Phony Amazon Gift Cards Deliver Malicious Trojan: Report

Amazon gift cards may not be the gifts they seem for some consumers. Threat actors are sending fake cards to deliver the Dridex banking trojan, the Cybereason Nocturnus team revealed last week. 

The emails appear to be legitimate — they use icons and naming conventions to lure recipients into downloading malicious attachments, according to a blog post on the scam..

The vast majority of victims are from the U.S. and Western European countries, where Amazon is popular and has local websites, it says.

In technical terms, the criminals use three methods to infect the systems of the unsuspecting:

  • Word document that contains a malicious macro 
  • Self-extracting SCR file, a known technique used by Dridex 
  • VBScript file attached to the email, another known technique used by Dridex.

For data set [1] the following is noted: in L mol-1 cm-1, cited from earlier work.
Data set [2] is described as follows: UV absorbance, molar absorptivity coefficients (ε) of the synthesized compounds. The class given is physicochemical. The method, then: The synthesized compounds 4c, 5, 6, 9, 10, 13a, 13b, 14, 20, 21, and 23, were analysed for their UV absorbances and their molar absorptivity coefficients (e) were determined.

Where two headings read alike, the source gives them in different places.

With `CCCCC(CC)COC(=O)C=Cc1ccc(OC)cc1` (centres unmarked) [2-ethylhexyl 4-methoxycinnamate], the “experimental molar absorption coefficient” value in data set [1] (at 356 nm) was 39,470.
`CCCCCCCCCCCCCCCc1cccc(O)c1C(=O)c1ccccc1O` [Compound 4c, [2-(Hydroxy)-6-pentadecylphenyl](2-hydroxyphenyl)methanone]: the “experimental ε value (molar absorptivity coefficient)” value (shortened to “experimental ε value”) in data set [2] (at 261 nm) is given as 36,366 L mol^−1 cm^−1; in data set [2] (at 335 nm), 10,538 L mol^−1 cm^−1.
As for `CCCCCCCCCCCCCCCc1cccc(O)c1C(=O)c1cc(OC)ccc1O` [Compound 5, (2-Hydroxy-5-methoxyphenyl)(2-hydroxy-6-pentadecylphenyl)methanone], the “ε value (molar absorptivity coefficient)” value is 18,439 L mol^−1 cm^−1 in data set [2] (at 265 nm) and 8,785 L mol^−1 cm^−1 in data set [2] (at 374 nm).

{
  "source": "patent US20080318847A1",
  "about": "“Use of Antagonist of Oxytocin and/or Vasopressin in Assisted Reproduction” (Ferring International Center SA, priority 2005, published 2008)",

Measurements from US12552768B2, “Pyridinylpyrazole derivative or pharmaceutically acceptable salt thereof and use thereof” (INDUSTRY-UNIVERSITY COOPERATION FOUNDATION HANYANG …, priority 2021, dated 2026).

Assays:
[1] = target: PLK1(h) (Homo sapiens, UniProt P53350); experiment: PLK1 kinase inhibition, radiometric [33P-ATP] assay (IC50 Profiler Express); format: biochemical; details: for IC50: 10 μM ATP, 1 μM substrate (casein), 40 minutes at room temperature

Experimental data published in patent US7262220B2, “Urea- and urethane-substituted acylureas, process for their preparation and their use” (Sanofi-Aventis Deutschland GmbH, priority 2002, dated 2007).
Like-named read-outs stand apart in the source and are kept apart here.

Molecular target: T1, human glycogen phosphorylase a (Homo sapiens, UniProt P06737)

One email uses the subject line, “Amazon.com sent you an Amazon Gift Card!”

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The email states: “We are delighted to enclose $100 Amazon gift card as our way of saying Thank You."

In addition, the email contains a purported order number. 

Victims who fall for this are subjected to banking data exfiltration once they take in the Dridex payload, the report says.

“Consumers have long been a favored target for cybercriminals, and the sharply increased volume of online shopping spurred by the COVID-19 pandemic have made consumer-focused attacks potentially even more attractive,” the post observes. 

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